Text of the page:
New York City Protected Bike Lanes
In town for an event with Sony, I stayed at a Kimpton who loans out bikes for free. Each day, I rode to and from the event on New York City Protected Bike Lanes. Before my flight back to Seattle I also got out on the path that runs along the waterfront.
It was a glorious fall week.
However, my rides in the 11th ave lane were interrupted by construction, a truck, a crane, a food cart. What I know from riding around Manhattan for a few days is New Yorkers are not exaggerating when they complain about blocked lanes. They should complain because those lanes are meant to protect them and pedestrians from cars.
Bike lanes make New York more livable.
Back in Seattle, I read The NY Times story about the city building 250 miles of new lanes, as part of a $1.7 billion street safety plan to be adopted by Mayor Bill de Blasio and the City Council. The Mayor and City Council are responding to a spike in deaths.
Cancel Car Culture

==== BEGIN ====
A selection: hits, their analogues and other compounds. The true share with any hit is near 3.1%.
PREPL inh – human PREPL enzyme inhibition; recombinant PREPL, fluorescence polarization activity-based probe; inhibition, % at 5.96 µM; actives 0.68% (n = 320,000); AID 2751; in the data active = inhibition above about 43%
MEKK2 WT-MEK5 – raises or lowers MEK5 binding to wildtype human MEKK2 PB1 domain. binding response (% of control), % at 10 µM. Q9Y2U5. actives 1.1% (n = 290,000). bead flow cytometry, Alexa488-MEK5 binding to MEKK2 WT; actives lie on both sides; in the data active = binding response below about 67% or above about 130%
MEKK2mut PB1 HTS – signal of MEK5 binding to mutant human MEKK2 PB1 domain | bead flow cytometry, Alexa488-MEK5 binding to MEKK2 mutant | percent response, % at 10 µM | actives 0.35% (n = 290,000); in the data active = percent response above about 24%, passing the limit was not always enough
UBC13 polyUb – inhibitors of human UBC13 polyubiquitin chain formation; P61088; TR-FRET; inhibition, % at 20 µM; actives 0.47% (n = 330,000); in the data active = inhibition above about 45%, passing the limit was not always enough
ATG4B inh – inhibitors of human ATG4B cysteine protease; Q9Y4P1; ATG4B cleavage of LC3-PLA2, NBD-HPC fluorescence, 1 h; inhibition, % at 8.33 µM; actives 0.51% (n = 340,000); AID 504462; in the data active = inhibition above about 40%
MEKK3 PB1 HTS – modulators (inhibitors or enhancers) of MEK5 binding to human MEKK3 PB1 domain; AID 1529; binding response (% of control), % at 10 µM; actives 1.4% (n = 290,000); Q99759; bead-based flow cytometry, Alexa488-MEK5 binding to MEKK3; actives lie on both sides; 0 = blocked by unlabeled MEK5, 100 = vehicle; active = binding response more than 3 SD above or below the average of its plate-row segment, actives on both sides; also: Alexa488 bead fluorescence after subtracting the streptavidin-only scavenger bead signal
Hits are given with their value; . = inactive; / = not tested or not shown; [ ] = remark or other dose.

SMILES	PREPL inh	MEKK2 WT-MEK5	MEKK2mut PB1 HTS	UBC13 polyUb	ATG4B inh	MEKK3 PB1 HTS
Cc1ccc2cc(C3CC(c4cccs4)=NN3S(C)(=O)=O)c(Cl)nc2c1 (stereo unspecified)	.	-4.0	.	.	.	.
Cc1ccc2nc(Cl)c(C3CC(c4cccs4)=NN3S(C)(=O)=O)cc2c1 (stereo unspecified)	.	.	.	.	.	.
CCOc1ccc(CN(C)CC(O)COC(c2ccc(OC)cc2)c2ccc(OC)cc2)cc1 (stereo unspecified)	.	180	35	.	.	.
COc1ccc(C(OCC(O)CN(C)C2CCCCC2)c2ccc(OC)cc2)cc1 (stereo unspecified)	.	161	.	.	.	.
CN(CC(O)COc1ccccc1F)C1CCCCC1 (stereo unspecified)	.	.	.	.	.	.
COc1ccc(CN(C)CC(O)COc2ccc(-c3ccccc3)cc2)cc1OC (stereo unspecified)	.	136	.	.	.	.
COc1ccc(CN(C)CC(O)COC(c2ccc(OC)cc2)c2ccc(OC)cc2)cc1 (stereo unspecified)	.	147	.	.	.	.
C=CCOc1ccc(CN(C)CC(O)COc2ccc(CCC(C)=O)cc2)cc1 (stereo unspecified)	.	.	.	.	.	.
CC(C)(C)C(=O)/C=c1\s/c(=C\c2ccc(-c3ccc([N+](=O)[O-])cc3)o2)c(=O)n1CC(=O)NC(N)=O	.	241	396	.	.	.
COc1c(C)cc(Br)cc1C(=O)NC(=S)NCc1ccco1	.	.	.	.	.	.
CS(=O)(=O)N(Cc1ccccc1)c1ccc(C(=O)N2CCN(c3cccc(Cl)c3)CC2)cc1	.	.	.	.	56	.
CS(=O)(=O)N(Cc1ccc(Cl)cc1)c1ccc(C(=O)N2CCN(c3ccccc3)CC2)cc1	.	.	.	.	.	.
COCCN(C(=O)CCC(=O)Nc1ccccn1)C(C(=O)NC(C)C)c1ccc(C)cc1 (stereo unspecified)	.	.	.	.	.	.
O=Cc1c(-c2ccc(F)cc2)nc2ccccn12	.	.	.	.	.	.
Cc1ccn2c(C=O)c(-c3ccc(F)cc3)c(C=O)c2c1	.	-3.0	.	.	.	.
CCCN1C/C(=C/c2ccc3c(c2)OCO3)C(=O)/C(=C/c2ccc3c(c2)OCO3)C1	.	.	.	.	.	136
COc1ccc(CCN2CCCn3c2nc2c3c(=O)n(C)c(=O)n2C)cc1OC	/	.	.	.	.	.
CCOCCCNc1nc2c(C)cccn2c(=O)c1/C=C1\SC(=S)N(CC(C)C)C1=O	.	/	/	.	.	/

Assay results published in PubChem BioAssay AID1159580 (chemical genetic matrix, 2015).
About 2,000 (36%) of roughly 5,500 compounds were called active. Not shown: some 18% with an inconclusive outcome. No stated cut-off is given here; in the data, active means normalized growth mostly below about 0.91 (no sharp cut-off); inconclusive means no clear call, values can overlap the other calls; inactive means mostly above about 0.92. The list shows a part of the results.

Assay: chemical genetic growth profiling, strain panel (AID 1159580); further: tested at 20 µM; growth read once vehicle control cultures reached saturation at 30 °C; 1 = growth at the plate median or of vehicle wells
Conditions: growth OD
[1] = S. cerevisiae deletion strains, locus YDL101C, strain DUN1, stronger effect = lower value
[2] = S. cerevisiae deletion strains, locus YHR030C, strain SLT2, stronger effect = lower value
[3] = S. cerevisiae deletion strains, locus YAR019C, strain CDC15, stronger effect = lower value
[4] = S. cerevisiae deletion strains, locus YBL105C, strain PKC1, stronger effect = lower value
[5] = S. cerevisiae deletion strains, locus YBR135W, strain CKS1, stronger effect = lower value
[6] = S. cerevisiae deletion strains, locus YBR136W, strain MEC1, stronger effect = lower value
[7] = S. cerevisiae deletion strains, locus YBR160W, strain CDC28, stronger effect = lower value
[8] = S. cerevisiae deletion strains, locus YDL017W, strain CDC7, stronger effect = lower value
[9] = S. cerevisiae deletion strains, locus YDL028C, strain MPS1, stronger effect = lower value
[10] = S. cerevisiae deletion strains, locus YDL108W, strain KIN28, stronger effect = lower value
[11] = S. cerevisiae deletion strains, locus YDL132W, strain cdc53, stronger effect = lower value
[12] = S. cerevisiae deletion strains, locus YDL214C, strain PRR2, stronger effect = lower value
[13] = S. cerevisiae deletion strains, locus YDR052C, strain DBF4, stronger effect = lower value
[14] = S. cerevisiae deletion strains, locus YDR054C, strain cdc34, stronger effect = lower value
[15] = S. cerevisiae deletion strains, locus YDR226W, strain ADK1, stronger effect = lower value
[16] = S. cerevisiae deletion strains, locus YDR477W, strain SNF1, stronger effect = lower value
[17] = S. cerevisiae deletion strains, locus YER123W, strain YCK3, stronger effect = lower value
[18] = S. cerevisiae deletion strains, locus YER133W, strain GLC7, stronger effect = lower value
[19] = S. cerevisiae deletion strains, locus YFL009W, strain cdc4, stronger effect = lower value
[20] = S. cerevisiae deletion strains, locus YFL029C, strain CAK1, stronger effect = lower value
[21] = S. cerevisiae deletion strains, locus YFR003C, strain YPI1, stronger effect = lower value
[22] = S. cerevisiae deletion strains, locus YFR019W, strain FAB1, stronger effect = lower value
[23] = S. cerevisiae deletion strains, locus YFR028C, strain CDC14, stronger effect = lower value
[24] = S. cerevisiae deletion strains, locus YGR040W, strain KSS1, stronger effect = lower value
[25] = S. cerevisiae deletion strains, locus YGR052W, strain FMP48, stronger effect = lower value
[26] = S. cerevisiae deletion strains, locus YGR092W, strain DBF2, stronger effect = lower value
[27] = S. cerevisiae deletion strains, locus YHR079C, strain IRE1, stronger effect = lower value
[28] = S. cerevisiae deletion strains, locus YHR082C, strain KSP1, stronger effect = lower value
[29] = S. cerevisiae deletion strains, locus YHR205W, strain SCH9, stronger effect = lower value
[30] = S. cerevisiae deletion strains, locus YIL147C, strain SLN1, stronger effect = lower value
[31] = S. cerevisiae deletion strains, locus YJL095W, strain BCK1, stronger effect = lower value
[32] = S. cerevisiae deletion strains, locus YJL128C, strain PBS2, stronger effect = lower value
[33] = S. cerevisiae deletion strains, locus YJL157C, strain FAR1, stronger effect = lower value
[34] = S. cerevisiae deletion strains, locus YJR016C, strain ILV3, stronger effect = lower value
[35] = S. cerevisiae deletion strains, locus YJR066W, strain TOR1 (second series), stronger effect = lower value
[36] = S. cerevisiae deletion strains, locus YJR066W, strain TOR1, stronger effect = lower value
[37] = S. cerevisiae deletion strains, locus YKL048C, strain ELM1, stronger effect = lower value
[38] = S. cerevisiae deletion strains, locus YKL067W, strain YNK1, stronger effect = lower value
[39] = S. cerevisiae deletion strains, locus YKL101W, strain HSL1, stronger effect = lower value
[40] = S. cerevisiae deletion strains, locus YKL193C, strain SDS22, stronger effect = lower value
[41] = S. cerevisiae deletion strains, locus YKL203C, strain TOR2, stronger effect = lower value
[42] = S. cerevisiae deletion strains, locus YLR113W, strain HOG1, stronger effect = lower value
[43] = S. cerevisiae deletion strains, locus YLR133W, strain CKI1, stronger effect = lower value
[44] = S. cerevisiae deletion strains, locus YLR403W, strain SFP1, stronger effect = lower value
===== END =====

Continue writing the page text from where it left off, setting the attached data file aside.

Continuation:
Ultimately, I think its best to let the bike bloggers and advocates speak for themselves about their own city. I’m here to amplify the topic.
There wasn’t a ride where I felt unsafe or any driver was menacing me, but I sure do understand how dangerous it is to transition in and out of the lane with traffic bearing down on you. From the NYT story:
Riding a bicycle in New York City is often a harrowing journey across a patchwork of bike lanes that leave cyclists vulnerable to cars.
Now Mayor Bill de Blasio and the City Council have agreed on a $1.7 billion plan that would sharply expand the number of protected bike lanes as part of a sweeping effort to transform the city’s streetscape and make it less perilous for bikers.
You’ve probably head of cancel culture, it happens on social networks; well, I hope the mob targets the car next. 25 cyclists killed on New York streets is unacceptable.
If you want to read about what I was doing with Sony, here’s the post on my camera site.